“The Privilege of Aging: Portraits of Twelve Jewish Women,” offers an indepth exploration of women’s lives beyond age 75. You’ll meet twelve women from all over the country, women with different lifestyles, experiences, economic backgrounds, and connections to Judaism. You’ll read about the courage of a Holocaust survivor, the strength of a teacher to stand up for women’s rights, the determination of an artist to nurture a long-term relationship. Their lifelong journeys reveal how their earlier years prepared them for life as older women and what they learned from those experiences.
From her new book, Patricia Gottlieb Shapiro hopes both men and women develop a new vision of aging.
In “The Privilege of Aging: Portraits of Twelve Jewish Women,” Shapiro focuses on 12 women ages 75 to 102, illustrating how their life journeys prepared them for later life and contributed to their longevity and vitality.
Shapiro will discuss her book and sign copies of it today at the Agudath Israel Etz Ahayem Synagogue in Montgomery.
“The women in the book are leading active and engaged lives,” she said in a phone interview from her New Mexico home. “They also have physical problems. Some are cancer survivors. But they don’t let that define them. I wanted people to see that there is another way of aging.”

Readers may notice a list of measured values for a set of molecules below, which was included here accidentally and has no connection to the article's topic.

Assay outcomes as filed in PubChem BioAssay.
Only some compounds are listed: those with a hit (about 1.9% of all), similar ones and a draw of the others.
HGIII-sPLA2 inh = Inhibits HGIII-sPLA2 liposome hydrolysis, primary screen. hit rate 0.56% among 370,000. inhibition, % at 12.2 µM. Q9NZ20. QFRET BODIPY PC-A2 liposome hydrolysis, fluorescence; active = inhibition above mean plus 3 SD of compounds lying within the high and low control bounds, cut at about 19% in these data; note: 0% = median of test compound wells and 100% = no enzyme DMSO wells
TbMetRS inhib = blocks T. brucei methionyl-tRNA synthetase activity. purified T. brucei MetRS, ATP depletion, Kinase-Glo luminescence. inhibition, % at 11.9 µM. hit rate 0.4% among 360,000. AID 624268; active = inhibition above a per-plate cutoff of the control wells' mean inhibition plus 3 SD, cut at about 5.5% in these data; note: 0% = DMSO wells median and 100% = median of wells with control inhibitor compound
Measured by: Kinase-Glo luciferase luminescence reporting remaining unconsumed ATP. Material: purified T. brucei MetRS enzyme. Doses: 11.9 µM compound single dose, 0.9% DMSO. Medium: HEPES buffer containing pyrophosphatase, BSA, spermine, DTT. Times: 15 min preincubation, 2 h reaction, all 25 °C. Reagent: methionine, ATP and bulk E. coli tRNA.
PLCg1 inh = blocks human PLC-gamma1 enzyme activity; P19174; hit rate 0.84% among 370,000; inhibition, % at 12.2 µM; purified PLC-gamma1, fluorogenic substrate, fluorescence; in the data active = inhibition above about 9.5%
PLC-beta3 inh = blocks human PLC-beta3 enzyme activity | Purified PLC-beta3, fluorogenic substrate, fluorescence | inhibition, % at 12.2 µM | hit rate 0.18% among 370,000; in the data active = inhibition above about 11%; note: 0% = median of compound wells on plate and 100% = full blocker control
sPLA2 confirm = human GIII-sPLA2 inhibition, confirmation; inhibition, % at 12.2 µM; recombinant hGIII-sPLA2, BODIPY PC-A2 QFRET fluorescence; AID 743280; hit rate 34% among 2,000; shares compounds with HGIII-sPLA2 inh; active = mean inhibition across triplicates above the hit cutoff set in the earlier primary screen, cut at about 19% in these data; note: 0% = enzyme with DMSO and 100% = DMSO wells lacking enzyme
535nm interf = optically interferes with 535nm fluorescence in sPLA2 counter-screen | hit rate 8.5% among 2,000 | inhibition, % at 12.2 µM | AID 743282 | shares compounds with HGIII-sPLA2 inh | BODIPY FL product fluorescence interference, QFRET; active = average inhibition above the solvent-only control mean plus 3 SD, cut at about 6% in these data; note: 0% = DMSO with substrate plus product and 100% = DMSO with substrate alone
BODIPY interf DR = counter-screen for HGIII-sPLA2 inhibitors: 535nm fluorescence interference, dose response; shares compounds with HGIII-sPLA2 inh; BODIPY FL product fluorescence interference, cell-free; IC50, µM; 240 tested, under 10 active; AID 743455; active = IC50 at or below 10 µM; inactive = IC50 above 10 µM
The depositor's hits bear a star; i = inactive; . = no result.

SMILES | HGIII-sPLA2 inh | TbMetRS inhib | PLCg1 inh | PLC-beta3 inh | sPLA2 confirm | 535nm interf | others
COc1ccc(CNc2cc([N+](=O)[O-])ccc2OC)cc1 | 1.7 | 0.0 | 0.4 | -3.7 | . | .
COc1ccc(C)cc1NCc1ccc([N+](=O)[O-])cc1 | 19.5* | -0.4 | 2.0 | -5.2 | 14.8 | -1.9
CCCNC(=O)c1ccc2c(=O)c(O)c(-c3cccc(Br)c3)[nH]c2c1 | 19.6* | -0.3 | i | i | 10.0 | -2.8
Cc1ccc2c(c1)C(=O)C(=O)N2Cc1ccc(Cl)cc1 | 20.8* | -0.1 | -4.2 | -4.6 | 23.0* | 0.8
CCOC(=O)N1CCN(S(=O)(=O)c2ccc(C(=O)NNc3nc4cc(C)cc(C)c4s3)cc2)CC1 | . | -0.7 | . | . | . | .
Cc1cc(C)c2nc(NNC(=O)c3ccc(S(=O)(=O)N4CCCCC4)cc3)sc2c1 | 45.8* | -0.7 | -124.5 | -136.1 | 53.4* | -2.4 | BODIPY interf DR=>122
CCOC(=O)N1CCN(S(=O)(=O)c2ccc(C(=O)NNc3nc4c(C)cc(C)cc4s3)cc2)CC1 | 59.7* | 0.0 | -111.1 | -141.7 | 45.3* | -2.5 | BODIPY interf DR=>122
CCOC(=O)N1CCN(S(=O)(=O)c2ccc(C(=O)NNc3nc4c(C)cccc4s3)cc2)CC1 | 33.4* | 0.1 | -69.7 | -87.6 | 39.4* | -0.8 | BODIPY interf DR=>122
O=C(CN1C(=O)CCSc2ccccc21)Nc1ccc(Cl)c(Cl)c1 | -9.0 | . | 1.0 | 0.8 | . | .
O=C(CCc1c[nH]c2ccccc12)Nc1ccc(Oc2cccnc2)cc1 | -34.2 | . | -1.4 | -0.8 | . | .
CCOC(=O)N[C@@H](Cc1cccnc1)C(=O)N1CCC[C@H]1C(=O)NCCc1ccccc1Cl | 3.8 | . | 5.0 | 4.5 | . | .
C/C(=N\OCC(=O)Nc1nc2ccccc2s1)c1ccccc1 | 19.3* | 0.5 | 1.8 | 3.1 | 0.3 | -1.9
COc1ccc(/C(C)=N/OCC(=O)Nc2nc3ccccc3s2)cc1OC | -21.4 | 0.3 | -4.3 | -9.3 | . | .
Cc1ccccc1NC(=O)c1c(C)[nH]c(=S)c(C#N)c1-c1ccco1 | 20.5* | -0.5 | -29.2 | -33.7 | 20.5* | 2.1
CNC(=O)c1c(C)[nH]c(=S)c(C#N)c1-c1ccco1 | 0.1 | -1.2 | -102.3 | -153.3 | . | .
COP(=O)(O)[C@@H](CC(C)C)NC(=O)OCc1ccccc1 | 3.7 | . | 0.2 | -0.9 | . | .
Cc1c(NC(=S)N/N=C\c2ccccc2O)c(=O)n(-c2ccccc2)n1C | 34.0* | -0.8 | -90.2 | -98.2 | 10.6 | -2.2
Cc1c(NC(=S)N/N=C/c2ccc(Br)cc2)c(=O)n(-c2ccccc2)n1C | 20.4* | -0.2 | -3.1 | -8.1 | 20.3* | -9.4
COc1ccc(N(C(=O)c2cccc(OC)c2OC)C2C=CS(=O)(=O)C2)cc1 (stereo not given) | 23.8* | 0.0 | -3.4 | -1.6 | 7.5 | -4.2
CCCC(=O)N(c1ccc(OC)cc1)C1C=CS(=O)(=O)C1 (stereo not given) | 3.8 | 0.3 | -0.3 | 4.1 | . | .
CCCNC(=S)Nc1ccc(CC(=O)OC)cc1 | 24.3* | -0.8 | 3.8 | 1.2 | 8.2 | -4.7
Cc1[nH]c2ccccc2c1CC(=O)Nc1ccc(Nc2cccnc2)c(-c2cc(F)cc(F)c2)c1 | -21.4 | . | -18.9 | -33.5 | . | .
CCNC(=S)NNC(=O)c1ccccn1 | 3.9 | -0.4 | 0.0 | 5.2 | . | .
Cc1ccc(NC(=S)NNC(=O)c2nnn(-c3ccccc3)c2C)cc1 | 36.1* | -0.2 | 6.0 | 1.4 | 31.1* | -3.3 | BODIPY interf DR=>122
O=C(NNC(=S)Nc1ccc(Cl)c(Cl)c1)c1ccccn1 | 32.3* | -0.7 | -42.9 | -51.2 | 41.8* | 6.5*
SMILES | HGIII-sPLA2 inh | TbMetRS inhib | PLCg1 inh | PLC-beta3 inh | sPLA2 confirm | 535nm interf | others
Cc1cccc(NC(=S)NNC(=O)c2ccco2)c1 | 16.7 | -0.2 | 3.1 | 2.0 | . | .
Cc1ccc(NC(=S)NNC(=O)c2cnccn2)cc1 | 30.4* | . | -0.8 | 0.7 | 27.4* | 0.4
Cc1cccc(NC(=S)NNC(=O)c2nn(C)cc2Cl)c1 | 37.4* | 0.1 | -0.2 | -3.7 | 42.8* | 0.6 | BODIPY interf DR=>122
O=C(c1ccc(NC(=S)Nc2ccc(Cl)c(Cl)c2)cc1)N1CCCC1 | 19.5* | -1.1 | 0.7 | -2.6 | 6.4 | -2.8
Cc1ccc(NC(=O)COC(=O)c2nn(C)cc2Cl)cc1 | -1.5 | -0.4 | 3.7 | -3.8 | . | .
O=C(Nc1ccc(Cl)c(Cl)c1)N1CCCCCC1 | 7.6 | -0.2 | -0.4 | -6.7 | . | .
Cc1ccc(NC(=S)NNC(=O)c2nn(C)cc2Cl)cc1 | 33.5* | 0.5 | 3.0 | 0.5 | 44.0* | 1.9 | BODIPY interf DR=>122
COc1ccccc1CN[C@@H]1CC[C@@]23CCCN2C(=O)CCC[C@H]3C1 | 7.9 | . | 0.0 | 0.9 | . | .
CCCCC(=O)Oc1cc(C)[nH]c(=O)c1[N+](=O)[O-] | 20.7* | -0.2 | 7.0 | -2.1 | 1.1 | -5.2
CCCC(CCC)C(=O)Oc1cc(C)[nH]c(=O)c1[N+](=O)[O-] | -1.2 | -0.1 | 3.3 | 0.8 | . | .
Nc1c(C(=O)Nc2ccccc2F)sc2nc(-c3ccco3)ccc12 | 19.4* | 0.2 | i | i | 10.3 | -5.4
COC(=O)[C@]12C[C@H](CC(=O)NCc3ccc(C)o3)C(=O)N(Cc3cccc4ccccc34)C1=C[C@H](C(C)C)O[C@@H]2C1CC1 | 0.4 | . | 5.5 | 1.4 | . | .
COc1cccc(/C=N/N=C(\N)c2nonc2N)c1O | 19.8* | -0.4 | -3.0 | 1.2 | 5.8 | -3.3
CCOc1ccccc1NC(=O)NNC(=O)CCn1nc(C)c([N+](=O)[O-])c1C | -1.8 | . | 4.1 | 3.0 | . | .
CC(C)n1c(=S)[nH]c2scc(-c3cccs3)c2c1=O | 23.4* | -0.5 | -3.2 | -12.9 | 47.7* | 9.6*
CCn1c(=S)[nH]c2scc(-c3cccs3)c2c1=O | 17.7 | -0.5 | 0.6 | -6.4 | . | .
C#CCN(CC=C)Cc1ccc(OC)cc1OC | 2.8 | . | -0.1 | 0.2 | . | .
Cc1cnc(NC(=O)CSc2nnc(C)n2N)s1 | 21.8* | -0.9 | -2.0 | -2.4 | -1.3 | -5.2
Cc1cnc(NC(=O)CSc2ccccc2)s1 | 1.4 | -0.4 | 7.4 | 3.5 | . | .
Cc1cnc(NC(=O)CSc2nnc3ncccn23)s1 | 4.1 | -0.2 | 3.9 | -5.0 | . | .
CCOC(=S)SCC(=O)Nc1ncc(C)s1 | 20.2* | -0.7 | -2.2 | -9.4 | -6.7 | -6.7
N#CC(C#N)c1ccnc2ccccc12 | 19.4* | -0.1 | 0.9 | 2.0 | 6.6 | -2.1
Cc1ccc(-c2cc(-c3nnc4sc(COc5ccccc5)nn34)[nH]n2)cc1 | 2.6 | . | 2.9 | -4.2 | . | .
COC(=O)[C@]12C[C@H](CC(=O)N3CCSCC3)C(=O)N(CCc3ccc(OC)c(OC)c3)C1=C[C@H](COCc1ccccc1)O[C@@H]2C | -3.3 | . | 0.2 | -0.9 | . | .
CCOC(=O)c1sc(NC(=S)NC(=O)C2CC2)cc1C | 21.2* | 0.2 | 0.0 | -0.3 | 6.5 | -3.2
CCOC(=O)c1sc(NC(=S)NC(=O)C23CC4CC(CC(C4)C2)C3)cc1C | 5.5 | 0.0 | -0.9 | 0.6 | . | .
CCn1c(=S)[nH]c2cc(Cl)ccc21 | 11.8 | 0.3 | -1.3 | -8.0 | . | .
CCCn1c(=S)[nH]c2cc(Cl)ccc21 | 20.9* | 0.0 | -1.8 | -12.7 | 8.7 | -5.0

“One of the things I learned about writing this book is that there is another developmental period after age 75 — they are still growing and learning,” she said. “This is a time they come to terms with their physical limitations and losses. They let go of regrets, and they develop a sense of gratitude for the life they have led. And hopefully, they leave a legacy for their children. A positive legacy.”
Shapiro’s last book, “Coming Home to Yourself: Eighteen Wise Women Reflect on Their Journeys,” focused on 18 women between the ages of 55 and 75. After that book was completed, the 69-year-old thought of “how little we know about women after age 75. I felt there was another side of the story and that these women deserve our attention.”
Getting to know the women while writing “The Privilege of Aging” gave Shapiro hope when she saw how they managed their lives.
“They’re dealing with physical problems and limitations,” she said. “One of the hardest things is losing your friends, your limitations. But they are still involved in their community and living active lives. That was encouraging to me. These women, who can really be role models.”
Shapiro, who is Jewish, chose Jewish women to interview for her book for a couple of reasons: She thought it would provide a different angle and a certain depth, and she was looking for women she could identify with.
“Even though the women are Jewish, the issues are universal,” she said. “I could have chosen any group.”